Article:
UPDATE 4: Read “Why Marriage Matters” – this is the best explanation yet about why marriage is a fundamental institution of society and gay marriage is not.
With friends and family in California, I watched the recent election battle over Proposition 8 with interest. We experienced a similar election fight here in Michigan a few years ago, with the result that Michigan is one of the majority of states to re-affirm and protect “traditional” marriage. For me, the civic lunacy of gender neutral “Party A” and “Party B” marriage licenses that resulted from the May California Supreme Court decision illustrates why courts are not the place to decide issues of public policy and morality.
However, we humans are complicated creatures, so I suspect that for many people (not just me) opinions and feelings about gay marriage are similarly complicated:
1. As a Christian, I believe that marriage is an eternal institution established by God to be between one man and one woman, and that no government can legitimately alter that. I supported Michigan’s constitutional amendment and favored passage of Proposition 8 this year. Children deserve to be raised by a mother and a father in a stable and monogamous partnership. Strong families are the foundations of our neighborhoods, our churches, our schools, our communities, and our country. Legalization of gay marriage in the United States would further weaken the family and corrode the foundation upon which our country exists.
2. As an American, I believe in democracy and the supremacy of the people. In the U.S., laws are established by the people (through referendums like this one) and through the people’s elected representatives in Congress and state legislatures. The liberal activism of the California Supreme Court offends me. It is not the place of the judiciary to make laws, and it is certainly not the place of a judge to stick his or her finger in the proverbial winds of culture to decide cases. The law is the law. It is the role of judges to enforce the law, administer justice impartially, and limit interpretation of the law to those instances where the intent of the legislature is unclear from the text and where a law may violate Constitutional limitations on government power.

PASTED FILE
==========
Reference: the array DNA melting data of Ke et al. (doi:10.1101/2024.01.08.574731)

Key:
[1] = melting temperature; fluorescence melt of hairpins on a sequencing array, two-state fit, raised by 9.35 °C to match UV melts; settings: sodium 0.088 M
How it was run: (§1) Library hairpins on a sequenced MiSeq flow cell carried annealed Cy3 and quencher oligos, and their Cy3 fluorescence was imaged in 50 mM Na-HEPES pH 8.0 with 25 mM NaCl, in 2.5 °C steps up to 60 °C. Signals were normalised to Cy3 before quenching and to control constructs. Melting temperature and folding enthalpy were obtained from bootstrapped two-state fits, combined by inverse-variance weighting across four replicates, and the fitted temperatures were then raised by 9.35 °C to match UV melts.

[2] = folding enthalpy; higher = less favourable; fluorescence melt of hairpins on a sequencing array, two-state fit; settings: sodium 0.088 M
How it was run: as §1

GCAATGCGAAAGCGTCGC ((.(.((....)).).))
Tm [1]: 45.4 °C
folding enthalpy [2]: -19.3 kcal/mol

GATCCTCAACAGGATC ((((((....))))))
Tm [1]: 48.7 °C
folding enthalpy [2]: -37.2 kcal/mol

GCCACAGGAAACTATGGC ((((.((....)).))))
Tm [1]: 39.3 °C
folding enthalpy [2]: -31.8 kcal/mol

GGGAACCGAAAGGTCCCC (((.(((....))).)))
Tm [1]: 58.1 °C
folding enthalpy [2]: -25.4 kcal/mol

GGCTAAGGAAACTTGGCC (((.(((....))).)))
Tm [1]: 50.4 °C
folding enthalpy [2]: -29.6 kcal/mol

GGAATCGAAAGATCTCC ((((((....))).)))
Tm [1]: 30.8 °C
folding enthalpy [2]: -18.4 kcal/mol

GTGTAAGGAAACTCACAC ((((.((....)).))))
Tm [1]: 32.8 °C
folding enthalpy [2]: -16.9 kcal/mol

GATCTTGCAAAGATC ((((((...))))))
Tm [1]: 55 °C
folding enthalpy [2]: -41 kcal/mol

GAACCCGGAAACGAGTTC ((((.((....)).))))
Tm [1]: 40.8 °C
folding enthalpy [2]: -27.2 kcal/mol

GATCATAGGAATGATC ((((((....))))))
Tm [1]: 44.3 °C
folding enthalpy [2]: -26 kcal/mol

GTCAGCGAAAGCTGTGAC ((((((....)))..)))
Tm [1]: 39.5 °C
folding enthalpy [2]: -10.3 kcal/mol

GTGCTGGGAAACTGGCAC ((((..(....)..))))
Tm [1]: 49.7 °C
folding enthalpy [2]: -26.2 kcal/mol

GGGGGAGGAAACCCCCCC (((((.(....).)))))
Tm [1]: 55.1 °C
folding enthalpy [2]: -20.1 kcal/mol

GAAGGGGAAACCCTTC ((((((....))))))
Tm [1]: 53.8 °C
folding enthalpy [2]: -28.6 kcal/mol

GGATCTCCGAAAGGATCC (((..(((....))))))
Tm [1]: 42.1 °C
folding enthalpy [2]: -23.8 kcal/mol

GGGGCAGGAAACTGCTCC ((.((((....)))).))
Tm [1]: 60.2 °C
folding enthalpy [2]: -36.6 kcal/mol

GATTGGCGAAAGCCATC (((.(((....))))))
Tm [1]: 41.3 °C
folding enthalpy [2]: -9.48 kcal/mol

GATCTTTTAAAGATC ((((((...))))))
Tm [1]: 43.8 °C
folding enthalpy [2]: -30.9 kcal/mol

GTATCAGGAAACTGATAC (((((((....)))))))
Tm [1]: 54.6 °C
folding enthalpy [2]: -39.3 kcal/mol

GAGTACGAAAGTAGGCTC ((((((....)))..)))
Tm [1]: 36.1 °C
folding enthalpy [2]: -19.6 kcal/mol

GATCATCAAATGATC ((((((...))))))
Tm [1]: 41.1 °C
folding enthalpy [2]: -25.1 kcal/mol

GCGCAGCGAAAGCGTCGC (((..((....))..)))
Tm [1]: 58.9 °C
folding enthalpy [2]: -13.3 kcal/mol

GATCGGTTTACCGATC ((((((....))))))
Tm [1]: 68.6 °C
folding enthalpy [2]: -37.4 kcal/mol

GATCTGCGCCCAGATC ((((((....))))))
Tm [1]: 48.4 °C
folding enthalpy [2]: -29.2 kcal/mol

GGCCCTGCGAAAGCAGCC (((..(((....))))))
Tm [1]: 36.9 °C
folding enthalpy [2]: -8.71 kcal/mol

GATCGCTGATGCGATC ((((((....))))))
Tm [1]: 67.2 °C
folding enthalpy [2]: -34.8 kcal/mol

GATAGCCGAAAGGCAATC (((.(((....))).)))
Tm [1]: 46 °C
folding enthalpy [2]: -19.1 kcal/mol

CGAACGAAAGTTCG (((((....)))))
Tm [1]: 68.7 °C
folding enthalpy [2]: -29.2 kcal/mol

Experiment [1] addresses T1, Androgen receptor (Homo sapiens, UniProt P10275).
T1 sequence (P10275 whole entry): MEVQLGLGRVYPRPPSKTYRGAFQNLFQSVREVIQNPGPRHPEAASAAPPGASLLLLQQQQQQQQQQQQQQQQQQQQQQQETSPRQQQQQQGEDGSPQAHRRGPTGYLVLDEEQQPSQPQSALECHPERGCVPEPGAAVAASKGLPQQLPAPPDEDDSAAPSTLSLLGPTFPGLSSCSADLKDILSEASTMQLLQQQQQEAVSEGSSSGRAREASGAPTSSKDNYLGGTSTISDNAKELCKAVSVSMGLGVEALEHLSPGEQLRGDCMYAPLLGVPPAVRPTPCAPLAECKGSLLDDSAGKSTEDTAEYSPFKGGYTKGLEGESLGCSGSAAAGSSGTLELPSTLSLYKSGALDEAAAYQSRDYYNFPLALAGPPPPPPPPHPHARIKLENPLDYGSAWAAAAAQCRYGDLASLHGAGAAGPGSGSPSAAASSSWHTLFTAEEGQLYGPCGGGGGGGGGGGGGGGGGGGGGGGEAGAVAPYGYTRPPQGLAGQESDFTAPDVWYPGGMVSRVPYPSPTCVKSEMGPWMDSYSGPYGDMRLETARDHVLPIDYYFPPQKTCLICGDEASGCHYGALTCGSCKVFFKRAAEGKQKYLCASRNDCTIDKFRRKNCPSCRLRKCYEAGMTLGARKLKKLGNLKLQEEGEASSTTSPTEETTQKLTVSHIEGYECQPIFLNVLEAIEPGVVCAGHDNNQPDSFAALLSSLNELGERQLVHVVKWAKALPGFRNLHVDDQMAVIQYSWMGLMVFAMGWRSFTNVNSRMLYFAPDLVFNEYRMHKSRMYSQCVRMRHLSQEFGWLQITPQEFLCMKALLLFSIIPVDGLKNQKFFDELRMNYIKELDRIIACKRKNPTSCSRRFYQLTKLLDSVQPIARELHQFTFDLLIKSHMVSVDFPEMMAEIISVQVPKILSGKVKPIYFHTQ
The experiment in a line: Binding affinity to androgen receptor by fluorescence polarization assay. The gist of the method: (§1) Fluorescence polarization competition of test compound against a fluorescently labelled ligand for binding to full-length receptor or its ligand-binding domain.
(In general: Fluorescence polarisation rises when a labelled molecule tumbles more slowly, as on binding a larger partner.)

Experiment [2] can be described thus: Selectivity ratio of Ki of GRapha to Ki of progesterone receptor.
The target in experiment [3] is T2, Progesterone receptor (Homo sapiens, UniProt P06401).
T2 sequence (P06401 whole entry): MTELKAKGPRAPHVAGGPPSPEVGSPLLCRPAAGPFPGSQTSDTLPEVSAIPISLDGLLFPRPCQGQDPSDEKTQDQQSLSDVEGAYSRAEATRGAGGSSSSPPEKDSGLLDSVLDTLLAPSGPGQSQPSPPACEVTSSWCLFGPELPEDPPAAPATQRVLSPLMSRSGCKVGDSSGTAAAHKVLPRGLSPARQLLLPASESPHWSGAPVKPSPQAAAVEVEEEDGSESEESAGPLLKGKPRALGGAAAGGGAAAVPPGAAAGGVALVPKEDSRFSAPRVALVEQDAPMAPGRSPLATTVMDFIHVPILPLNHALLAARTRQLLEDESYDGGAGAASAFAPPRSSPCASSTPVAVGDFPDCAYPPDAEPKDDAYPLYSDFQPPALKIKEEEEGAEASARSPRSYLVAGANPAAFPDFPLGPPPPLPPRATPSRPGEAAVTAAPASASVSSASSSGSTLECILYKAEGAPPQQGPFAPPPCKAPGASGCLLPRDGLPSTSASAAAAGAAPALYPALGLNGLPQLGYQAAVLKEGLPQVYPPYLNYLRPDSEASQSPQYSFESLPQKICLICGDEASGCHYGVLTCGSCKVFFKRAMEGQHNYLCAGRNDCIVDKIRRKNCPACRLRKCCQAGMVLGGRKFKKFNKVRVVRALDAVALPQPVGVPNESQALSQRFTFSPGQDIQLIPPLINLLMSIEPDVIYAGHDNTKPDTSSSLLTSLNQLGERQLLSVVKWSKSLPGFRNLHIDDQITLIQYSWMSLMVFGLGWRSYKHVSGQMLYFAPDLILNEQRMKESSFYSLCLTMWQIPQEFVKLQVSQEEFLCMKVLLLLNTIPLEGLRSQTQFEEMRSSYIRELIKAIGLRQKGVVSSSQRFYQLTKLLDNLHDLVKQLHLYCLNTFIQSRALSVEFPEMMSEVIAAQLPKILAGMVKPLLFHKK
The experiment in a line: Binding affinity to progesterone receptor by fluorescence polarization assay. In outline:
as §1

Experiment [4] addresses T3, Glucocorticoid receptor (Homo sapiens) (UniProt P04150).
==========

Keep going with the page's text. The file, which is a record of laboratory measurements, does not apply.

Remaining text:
3. As a person with a close family member living a homosexual lifestyle, I was happy to receive word that he and his long-term domestic partner had decided to marry in San Francisco. Long ago I welcomed his partner in as part of the family, and I love my family member no less because of his lifestyle choices. I’m glad that they have chosen to take this step to further their commitment to one another.
I don’t find any contradictions in these seemingly conflicting ideas. As a complicated human being, I can hold these apparently opposing beliefs simultaneously, because they are all grounded in the Gospel of our Savior and Lord Jesus Christ.
Christ taught that we must abhor sin, but love the sinner. He taught that we all sin, and we all can be forgiven of our sins if we repent and come unto Him. It is through our behavior that we sin, not our feelings. We all are tempted to sin (including those that have feelings of same sex attraction) – to be tempted is not the same as sinning. We sin when we give into temptation, including homosexual sex.
I am a Christian, and I work to keep His commandments and follow His example. I believe that as the United States keeps close to the intent of our Founding Fathers, as expressed in the Declaration of Independence and Constitution, we will prosper as a country. We are at heart a Christian nation founded on Christian principles. When we fall away from those principles as a nation, we will fail.